Ted Rall writes:
Months after Time magazine reported that U.S. Marines had carried out a My Lai-style massacre of at least two dozen innocent Iraqi civilians, the average "support our troops" American is waking up and smelling the butchery.
As usual, the U.S. government tried to cover up the mass murder--it initially claimed that the victims were blown up by an insurgent IED. But, as Time reported in March, the "civilians who died in Haditha on Nov. 19 were killed not by a roadside bomb but by the Marines themselves, who went on a rampage in the village after the attack, killing 15 unarmed Iraqis in their homes, including seven women and three children." As at My Lai, the bloodlust was not easily sated. "The raids took five hours and left at least 23 people dead."
Jane and Joe Sixpack are shocked. Congressional Democrats are calling for an investigation and, for once, will probably get one. Political analysts worry that the Haditha massacre could hurt U.S. propaganda efforts even more than the infamous photos of torture at its Abu Ghraib concentration camp.
So far reaction to Haditha has been the reverse of what you might expect. Republicans and other pro-war types are running around like it's the end of the world. Meanwhile the streets of Arab capitals, recently ablaze over the Danish Mohammed cartoon controversy, are quiet.
The reason is simple: For Iraqis, American atrocities are old news, dating back to the invasion in March 2003 and a full decade earlier. (U.S. planes dropped so many bombs on Iraqi schools, hospitals and power plants during the 1990s that they ran out of targets.) So are the boulevards of New York, San Francisco and other cities where hundreds of thousands of American lefties once marched against the invasion of Iraq.
"As the war in Iraq rages on," CBS News' Dotty Lynch asks, "Where are the young people this time around? Where are the campuses? Where are the new Tom Haydens and Sam Browns and where are the Noam Chomskys, William Sloane Coffins and Daniel Berrigans?" Well, Chomsky's still around. Over a million young Americans, many of them college students, protested Iraq. They certainly had allies in the media. (Hi.)
But The System is even less responsive to protest now than it was during Vietnam. State-run media made fun of antiwar activists as tattooed neo-hippies, called them treasonous and refused airtime to Administration critics. When is the last time a hard-hitting opponent of the Iraq war showed his or her face on national TV? Those of us who raised our voices against this war from the start, having fruitlessly complained about stories of battlefield abuse reported by the European media, are suffering from marginalization fatigue.
Meanwhile, in the "new" Iraq, Abdel Salam al-Qubaisy of Iraq's Sunni Muslim Scholars Association says, U.S. massacres of civilians occur routinely. "The American soldier has become an expert in killing," he shrugs. Like many Iraqis, Baghdad shopkeeper Mohammed Jawdaat says that U.S. troops have never shown respect for the lives of Iraqi civilians. "Six months ago," remembers Jawdaat, "a car pulled out of a street towards an American convoy and a soldier just opened fire. The driver was shot in the head. There were no warning shots and the Americans didn't even stop."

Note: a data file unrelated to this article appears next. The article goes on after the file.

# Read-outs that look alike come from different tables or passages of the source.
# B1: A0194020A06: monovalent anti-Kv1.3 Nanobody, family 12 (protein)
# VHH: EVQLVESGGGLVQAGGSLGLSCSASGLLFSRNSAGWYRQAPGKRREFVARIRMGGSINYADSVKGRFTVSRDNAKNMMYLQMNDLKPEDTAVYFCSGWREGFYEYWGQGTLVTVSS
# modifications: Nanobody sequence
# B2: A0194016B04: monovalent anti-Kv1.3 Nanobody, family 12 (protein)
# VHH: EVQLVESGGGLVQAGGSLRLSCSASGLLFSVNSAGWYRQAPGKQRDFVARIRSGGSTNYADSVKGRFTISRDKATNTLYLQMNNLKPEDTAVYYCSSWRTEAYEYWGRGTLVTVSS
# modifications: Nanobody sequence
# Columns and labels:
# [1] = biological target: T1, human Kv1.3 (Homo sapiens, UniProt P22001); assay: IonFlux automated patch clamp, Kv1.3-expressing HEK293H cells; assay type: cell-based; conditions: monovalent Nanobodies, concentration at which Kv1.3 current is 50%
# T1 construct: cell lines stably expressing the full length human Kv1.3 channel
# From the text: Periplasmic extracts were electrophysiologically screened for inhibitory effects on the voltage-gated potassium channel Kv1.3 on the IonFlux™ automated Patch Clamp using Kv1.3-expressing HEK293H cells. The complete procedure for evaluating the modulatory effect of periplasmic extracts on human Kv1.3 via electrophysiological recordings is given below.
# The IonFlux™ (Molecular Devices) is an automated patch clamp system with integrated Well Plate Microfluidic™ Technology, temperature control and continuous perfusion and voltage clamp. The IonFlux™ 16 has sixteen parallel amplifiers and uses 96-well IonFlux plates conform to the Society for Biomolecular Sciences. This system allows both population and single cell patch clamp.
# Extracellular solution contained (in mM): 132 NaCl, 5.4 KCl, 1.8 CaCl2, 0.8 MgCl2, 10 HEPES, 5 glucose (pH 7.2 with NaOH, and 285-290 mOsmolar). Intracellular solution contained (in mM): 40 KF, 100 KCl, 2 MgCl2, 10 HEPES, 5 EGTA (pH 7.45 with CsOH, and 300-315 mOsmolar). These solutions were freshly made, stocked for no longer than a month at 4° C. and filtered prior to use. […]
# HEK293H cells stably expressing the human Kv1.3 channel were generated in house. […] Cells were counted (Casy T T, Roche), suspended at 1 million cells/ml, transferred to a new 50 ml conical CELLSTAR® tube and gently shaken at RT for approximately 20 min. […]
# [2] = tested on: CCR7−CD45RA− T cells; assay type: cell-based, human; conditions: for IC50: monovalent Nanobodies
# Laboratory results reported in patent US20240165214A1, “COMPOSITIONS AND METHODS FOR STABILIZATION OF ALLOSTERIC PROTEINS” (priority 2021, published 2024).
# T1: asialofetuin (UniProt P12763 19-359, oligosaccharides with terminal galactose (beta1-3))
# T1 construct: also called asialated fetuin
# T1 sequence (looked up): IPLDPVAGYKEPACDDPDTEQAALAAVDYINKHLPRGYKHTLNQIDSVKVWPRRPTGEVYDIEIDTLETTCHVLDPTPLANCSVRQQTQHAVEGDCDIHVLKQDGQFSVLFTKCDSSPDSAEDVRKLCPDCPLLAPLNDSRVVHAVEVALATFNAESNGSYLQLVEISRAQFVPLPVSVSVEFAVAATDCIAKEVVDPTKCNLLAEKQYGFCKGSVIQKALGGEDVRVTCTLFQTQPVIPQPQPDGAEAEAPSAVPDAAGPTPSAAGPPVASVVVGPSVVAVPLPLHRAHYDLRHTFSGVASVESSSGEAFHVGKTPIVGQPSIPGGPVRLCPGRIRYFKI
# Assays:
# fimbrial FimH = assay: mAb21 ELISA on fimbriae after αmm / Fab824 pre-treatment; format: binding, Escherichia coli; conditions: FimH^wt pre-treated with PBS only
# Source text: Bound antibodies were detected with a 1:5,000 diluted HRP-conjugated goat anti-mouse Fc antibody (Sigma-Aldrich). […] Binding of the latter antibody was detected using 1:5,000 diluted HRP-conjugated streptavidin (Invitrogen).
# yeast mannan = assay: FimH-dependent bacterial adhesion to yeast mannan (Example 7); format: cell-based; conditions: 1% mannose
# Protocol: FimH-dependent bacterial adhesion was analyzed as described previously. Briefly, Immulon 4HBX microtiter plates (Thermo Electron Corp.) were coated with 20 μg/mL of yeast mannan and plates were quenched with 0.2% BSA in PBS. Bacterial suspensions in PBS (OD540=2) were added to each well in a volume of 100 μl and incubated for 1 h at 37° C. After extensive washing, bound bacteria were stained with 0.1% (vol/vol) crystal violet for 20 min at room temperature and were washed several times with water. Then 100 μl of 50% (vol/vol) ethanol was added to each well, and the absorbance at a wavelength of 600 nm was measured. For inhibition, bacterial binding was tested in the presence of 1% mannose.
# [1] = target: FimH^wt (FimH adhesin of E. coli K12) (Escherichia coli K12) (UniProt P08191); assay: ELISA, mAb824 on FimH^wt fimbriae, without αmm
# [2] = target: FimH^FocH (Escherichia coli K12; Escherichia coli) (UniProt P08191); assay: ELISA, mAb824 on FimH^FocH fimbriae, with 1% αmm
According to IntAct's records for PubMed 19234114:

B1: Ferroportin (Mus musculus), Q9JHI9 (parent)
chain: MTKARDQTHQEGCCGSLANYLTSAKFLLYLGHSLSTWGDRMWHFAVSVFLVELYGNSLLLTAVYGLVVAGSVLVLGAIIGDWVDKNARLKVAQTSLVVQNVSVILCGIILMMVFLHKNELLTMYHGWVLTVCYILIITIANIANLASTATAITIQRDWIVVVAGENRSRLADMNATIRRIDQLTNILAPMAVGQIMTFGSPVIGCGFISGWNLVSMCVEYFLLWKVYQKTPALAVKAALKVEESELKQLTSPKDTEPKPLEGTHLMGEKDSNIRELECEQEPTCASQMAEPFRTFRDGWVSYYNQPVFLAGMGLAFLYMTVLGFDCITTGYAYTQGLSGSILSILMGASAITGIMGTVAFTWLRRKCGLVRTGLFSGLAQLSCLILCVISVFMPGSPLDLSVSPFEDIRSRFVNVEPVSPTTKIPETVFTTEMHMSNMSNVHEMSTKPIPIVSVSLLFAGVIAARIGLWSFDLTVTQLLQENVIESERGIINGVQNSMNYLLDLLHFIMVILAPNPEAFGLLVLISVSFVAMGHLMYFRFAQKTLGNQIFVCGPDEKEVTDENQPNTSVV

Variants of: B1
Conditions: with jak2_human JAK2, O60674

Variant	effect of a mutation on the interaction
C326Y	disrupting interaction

Abd Mohammed Falah, a Ramadi attorney, says: "U.S. forces have committed more crimes against the Iraqi people than appears in the media. The U.S. defense secretary and his generals should be sent to court instead of two or three soldiers who will be scapegoats."
Newspapers don't bother to report when the sun rises in the east nor do they assign reporters to cover when dogs bite men. Likewise, says Baghdad newspaper boy Imad Mohammed, Iraqi newspapers haven't mentioned Haditha. Same-old, same-old massacres of Iraqis by American forces are no longer news: "The Americans see a Muslim go into a mosque and just assume he is a terrorist. They either arrest him or blow it up."
Rami Khouri, editor at The Daily Star in Lebanon tells NPR that Haditha is "not a huge story [in the Middle East]. It's getting a lot of coverage in the United States, obviously, but most people in the Arab world are against what the United States did in Iraq...They say look, this was a catastrophe from the beginning and they're not surprised that this is happening. They kind of take it in stride because everything the United States is doing in Iraq is seen as morally and politically unacceptable."
Most of the world's population--including virtually every Muslim and about a third Americans--always believed that the war against Iraq was a genocidal attempt to intimidate the Muslim world and extort its oil at gunpoint. They don't see a difference between Haditha and the thousands of other Iraqis killed by U.S. forces since 2003. Because the entire exercise was morally bankrupt from the outset, sold and perpetuated with countless lies, all of the 200,000-plus civilians and Iraqi soldiers who have died--whether by bomb or by bullet--were effectively murdered by the U.S. military.
Haditha, where two dozen were executed, was merely the 10,000th Haditha.
The morality-come-latelies still don't understand that nothing good will ever come out of the U.S. war against Iraq. Marine General Peter Pace, chairman of the Joint Chiefs of Staff, says that massacres of civilians by U.S. soldiers do "not happen very frequently, so there's no way to say historically why something like this might have happened." Actually, similar incidents have taken place in every war, including World War II. Pace's statement is either a dazzling display of ahistorical ignorance or a bald-faced lie--take your pick. Pace adds that if some of his men committed an atrocity at Haditha, they "have not performed their duty the way that 99.9 percent of their fellow Marines have."
That's not what the Iraqis say.